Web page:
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Media Advisory

For immediate use

Sept. 7, 2007

Media invited to see UNC’s Destiny science bus in Triad

Media representatives are invited to experience hands-on science aboard Discovery, one of the University of North Carolina at Chapel Hill’s two traveling science laboratories, when it visits Northeast Guilford High School, Parkland Magnet High School and Glenn High School next week.

Tuesday (Sept. 11)
10:38 a.m. to 12:08 p.m.
2:12 p.m. to 3:42 p.m.
Northeast Guilford High School
6700 McLeansville Road, McLeansville

Students from Leslie Carriker’s biology and advanced placement biology classes will perform a lab exercise called “From Finches to Fishes.” Students will learn the fundamental principles of evolution and natural selection. Protein gel electrophoresis will be used to acquire molecular data with which students will construct an evolutionary tree for five fish species. Students will examine proteomics as the new frontier of molecular biology and its importance to understanding the structure and function of the human genome and the genomes of other organisms.

Wednesday (Sept. 12)
10:30 a.m. to 12 p.m.
12:30 p.m. to 2:05 p.m.
Parkland High School
1600 Brewer Road, Winston-Salem

Students from Tara Cleveland’s anatomy and honors anatomy classes will perform a lab exercise called “Get a Clue.” Students will assume the role of forensic scientists and perform DNA restriction analysis (popularly known as DNA fingerprinting) to analyze drops of “blood” and other kinds of evidence found at crime scenes as they determine which suspects are guilty or innocent.

Thursday (Sept. 13)
8:55 a.m. to 10:25 a.m.
12:35 p.m. to 2:05 p.m.
Glenn High School
1600 Union Cross Road, Kernersville

Students from one of Kelly Gage’s biology and honors biology classes will also perform “Get a Clue.”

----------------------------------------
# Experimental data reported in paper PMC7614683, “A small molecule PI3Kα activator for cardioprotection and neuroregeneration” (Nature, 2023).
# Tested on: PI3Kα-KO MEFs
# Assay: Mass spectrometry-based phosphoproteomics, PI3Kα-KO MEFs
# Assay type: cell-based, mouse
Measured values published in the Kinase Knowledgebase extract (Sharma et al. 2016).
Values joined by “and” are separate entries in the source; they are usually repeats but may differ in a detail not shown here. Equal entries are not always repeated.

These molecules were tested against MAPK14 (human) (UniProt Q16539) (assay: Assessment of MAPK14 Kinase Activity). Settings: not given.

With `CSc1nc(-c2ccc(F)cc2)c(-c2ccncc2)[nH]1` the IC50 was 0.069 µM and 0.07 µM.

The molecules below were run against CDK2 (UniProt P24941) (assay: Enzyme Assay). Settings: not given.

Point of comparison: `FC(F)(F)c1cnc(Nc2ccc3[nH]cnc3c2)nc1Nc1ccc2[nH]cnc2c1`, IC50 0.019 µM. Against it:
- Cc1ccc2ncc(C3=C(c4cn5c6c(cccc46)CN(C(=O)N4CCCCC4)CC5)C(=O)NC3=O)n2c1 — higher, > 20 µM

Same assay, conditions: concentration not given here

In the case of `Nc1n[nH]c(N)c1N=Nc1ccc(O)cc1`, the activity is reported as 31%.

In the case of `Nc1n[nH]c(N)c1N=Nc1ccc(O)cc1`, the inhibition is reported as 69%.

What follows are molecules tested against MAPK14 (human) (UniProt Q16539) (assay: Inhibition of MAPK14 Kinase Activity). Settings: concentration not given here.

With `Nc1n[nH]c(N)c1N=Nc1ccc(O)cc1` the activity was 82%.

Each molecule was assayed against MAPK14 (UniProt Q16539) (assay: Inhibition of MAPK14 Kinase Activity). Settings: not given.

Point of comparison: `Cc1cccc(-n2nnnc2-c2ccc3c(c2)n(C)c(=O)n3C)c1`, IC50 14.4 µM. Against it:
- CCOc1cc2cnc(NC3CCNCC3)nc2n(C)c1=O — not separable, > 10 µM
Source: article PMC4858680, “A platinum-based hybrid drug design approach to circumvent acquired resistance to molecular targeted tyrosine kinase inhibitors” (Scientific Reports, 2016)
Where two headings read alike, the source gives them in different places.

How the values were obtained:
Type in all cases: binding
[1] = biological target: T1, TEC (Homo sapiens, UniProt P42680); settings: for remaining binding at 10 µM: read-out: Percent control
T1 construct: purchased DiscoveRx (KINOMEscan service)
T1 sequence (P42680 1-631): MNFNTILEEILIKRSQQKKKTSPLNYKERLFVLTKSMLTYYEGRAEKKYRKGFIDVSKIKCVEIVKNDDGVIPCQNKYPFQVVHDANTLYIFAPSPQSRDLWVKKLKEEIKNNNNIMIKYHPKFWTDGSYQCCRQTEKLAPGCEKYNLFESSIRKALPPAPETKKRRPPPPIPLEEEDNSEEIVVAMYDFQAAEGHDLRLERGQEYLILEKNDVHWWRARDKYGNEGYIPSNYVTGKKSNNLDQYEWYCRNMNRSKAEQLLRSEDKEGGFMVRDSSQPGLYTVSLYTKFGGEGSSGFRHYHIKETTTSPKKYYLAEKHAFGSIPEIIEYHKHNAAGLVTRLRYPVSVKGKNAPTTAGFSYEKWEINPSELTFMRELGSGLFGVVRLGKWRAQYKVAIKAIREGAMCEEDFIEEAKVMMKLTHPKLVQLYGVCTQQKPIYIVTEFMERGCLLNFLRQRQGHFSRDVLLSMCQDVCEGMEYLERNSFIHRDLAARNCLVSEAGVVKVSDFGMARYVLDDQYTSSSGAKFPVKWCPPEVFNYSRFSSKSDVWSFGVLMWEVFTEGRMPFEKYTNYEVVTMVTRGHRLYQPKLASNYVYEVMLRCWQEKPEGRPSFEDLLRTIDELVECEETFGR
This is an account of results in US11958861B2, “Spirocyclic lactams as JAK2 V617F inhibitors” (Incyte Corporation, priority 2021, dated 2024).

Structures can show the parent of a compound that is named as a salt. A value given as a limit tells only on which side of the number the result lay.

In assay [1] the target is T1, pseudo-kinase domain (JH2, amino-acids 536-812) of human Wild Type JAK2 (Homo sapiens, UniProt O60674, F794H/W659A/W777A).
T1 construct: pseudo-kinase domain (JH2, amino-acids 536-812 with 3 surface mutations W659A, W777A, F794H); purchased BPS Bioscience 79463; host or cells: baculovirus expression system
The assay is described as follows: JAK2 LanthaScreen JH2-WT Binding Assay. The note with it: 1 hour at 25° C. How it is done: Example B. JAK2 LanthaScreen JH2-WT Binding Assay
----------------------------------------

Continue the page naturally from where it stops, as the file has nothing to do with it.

The Destiny traveling science learning program is Morehead Planetarium and Science Center’s formal science education initiative serving pre-college teachers and students across North Carolina. Destiny develops and delivers a standards-based, hands-on curriculum and teacher professional development with a team of educators and a fleet of vehicles that travel throughout the state.

Destiny and Discovery, two custom-built, 40-foot, 33,000-pound buses, bring the latest science and technology equipment to students who otherwise would not see a high-tech laboratory or what a career in science can offer. The modules described above are among 14 offered as part of Destiny’s curriculum. All of Destiny’s modules are aligned with the N.C. Standard Course of Study.

The science buses are powerful visual images that heighten public awareness of the importance of and funding necessary for quality science education. The Destiny program first hit the road in 2000.

Destiny Web site: http://www.moreheadplanetarium.org/go/destiny

Destiny contact: Claire Ruocchio, (919) 843-5915 or clr@unc.edu
News Services contact: Susan Houston, (919) 962-8415 or susan_houston@unc.edu